Alec Baldwin Speaks in Public for First Time on Shooting, and Jonathan Turley Has Thoughts

Alec Baldwin. Credit: NBC News screenshot

Alec Baldwin has now spoken for the first time about the shooting. It was definitely an unusual interview.

The actor was in Vermont yesterday, apparently being pursued in a car by the press. He pulled over on by the side of the road and agreed to speak with them — if they would thereafter give him some space.


Baldwin got out of his car with his wife Hilaria, and then insisted that he couldn’t make a statement because it was an “active investigation,” and the sheriff’s office had told him he wasn’t allowed to speak about it.

He then preceded to talk about the case for several minutes.

Baldwin claimed that they had a “very, very well oiled crew shooting a film together, and then this horrible event happened.” He termed the shooting a “one in a trillion event.” He said that the film would not continue.

The interview got intense at one point; he was even short with his wife when she sought to say something.

“But remember, how many bullets have been fired in films and TV shows in the last 75 years. This is America,” Baldwin said. “How many bullets have gone off in movies and on TV sets before? How many, billions in the last 75 years?

And nearly all of it without incident.

So what has to happen now is, we have to realize that when it does go wrong and it’s this horrible, catastrophic thing, some new measures have to take place. Rubber guns, plastic guns, no live — no real armaments on set.

That’s not for me to decide. It’s urgent that you understand I’m not an expert in this field, so whatever other people decide is the best way to go in terms of protecting people’s safety on film sets, I’m all in favor of and I will cooperate with that in any way that I can.”


But the facts and the reports don’t suggest a “very well oiled crew” or even a “one in a trillion event.”

Indeed, reportedly, they had another incident of accidental discharges of a gun a few days before involving Baldwin’s stunt double. Rather than “well-oiled,” the reports suggest a set plagued with safety issues as well as reports of target shooting with the prop guns for fun on breaks, including on the morning of the shooting.

In the hours shortly before the shooting, part of the crew even walked off the set in part because of safety concerns. The police are already saying that there were suspected live rounds on the set that shouldn’t have been there.That appeared to contradict the statement from the armorer that they wouldn’t have live rounds on the set.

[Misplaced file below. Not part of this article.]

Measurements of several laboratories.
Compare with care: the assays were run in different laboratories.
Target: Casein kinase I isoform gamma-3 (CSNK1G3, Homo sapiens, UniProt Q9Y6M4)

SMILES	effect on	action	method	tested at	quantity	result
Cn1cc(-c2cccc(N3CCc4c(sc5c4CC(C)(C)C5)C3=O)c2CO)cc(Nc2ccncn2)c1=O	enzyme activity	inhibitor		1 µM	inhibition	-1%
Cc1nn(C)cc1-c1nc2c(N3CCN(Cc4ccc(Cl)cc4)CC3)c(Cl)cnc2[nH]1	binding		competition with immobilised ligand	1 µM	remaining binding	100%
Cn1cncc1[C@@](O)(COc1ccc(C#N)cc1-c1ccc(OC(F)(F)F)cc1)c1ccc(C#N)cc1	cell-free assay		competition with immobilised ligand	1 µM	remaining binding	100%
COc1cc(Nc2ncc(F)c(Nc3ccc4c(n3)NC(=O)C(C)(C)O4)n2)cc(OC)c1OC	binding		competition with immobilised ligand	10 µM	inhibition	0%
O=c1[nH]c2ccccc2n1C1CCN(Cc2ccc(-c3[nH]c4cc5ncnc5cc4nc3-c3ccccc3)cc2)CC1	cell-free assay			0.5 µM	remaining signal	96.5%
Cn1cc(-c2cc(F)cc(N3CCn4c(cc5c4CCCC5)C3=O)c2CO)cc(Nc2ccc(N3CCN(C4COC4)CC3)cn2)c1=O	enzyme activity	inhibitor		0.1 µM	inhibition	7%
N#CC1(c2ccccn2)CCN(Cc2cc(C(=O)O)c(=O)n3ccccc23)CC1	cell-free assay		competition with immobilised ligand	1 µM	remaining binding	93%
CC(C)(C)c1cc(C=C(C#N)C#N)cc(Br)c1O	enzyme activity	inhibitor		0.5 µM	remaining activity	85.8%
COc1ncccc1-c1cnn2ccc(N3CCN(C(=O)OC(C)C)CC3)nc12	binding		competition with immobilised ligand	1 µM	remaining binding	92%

Shockingly, the assistant director, Dave Halls, also admitted he hadn’t checked all the rounds in the gun. The Rust Movie Productions company said they had not been formally apprised of any complaints by the employees on set.

The police have now explained there was also a fourth person in the chain of custody of the gun in question — prop master Sarah Zachry. During an appearance on Fox on Thursday, Santa Fe County Sheriff Adan Mendoza also made some other significant comments, “I’d be careful using the word ‘accident,'” Mendoza said. “This is obviously a tragedy and it was avoidable, so right now it’s a criminal investigation.”


I have some thoughts, and the first one is that while it’s possible that the sheriff told him not to talk about the case, I think it unlikely. It’s likely that his attorney told him not to talk about the case. While prosecutors and police often make the comment that they can’t talk about active investigations, the people involved generally are free to talk about the facts — unless there’s some sort of secret investigation. That doesn’t seem to be in play here.

But then if his attorney told him not to talk (as any good attorney should have done), why is he talking? He may think he’s staying nothing important about the case, but he’s not the judge.

Obviously, he’s now committed himself to these “well-oiled crew” and “one in a trillion” comments, for example. Depending on how the facts shake out and because he’s one of the producers here, he could face potential civil and criminal issues. Not a very smart move. I understand that he wanted the press to back off his family, but still not a good idea.

George Washington University law professor Jonathan Turley agrees.


But given how things have unrolled in this whole case, it’s been a mess from the word go. So, maybe it follows that Baldwin wouldn’t be following the advice he was given.



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